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Performers in the Time of COVID: Livia Frankish

I so much enjoyed speaking to clarinettist Livia Frankish in the third week of Lockdown 2. Our conversation was full of laughter and serious reflection. Livia combines a range of seemingly disparate skills: she is an extraordinary sight reader while also being able to improvise with creativity and originality. Her tech skills are pretty wonderful as well. Livia was modest about these accomplishments. She attributed them to her training at Trinity College of Music which, she told me, encourages collaboration and a broad approach to music. At the same time, she said, she came out of Trinity having lost her enthusiasm for orchestral playing. 'Some of my teachers,' she said, 'were really strung out. They put me down and made me feel like an idiot. I decided that I didn't want to put myself through more auditions. But I retained my passion for chamber music.'

After College, Livia spent a couple of years commuting between her childhood home in Cardiff and London where she had some part-time teaching. 'Originally,' she said, 'I was couch surfing and then I sublet a room in Zone 6 for half the week.' It was exhausting, but by 2018 she was able to settle full time in London where she had started teaching peripatetically. Quickly promoted to Lead Teacher of Clarinet at a local authority music service, she was responsible for class teaching, ensemble coaching, Saturday school and the directing of wind ensembles for which she found and arranged music. 'I used the mining town brass band model of teaming advanced players with less experienced players. It works well if you mix them up,' she laughed. Coming up to March 2020 life was extremely busy as Livia was gigging at least once a week and running a community house. She had also just become part of a newly-formed Klezmer band which was proving enormously popular and viable.

But then Covid struck. 'I was travelling between teaching commitments on the Tuesday before lockdown,' Livia said. 'Everyone was already very anxious. Loo roll had disappeared from the shelves. We were all aware that lockdown was imminent but my employer had said that everyone should act as normal until told otherwise. Then very suddenly all my work was cancelled. I lost £500 of income over two weeks. To make matters worse, it turned out that my employer had overpaid me on my last payslip and I was told I had to refund that money. I hadn't noticed the discrepancy and of course didn't have the money – it had gone in taxes and rent. I remember standing in the music office and breaking down in tears.' A friend failed to cheer her up when she commented that, 'The music industry isn't crucial.'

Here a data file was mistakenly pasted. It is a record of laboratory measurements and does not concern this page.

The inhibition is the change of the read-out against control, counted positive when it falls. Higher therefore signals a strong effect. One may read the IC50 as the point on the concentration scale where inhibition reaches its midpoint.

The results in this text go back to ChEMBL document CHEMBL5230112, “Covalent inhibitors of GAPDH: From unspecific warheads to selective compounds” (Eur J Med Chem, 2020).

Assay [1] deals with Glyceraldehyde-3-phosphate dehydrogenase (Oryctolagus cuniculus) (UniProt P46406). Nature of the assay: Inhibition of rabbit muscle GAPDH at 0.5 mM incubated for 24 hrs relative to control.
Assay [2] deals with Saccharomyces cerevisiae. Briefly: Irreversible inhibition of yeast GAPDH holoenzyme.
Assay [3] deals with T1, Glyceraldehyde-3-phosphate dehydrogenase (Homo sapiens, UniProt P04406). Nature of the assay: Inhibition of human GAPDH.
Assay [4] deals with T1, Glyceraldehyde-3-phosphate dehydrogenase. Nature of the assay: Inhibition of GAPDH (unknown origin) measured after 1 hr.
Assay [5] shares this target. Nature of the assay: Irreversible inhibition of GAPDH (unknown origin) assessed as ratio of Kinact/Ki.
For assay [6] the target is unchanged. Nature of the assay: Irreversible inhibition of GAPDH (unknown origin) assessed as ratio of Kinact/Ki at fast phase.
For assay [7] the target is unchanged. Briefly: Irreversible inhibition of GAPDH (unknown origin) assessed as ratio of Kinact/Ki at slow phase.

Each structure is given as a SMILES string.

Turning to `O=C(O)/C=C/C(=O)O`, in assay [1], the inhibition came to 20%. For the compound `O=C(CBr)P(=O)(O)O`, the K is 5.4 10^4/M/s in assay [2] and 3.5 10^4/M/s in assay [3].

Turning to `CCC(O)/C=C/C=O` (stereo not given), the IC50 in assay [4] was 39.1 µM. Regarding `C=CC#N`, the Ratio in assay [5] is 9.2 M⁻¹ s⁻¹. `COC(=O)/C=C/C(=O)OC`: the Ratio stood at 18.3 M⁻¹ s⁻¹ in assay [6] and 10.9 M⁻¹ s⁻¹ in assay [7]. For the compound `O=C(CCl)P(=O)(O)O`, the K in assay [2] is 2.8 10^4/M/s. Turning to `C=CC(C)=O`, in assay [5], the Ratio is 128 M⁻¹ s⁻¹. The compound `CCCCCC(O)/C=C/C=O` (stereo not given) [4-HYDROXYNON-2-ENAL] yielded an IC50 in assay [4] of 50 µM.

'I realised,' Livia said, ' that as musicians we do too many things for free. People feel that it is perfectly acceptable to download music illegally and there are too many free platforms. There are so many ways that musicians fall through the cracks. The thing is though, I went through feeling very hard done by to feeling immensely grateful that I could still work.'

In the summer term her place of work honoured its contracts with its teachers. Livia was asked to create a virtual music school which involved pdfs, audio files and a series of videos hosted privately by Youtube which took students through basics such as instrument care and scale practice. She both recorded some of the content herself and organised the pool of wind teachers to complete the content. It was a huge task and by July, she said, she had come to a sense of peace about the situation we have found ourselves in. ' I took my first real break since secondary school,' she said. 'I learnt the value in having a slower life. And I've remembered there are so many things I want do do and learn.'

But she missed the chance to play her clarinet for other people. 'Lockdown taught me that I was still passionate about performing,' Livia said. 'One of the Thursdays when we had gone outside to clap for the NHS, I took my clarinet out and played for a few minutes. Everyone stopped and clapped. When I went back inside I cried.'

Livia formed a bubble with her boyfriend. 'It was a joy and relief to be together,' she said. 'We had time to talk, time to make decisions. It was a perfect situation but it was bittersweet as it was teamed with our concern for, and distance from our families.

In October when things had eased a bit Livia was able to perform with her Klezmer band to an enchanted audience. She explained that the evening was a completely nourishing and uplifting experience. 'Klezmer,' she said, 'encapsulates that feeling of bittersweetness. That feeling of a sort of joyful sorrow. Everyone knows what that is. In the past, my Mum has said to me, 'Choose happiness.' I think Klezmer holds both sorrow and the will to be happy.'

I thanked Livia for those reflections. Maybe that model of acknowledging the difficulties and tribulations we are experiencing while choosing to see what is beautiful and good, is a helpful one for these strange times.

You can listen to Livia's beautiful playing of her own arrangements here:


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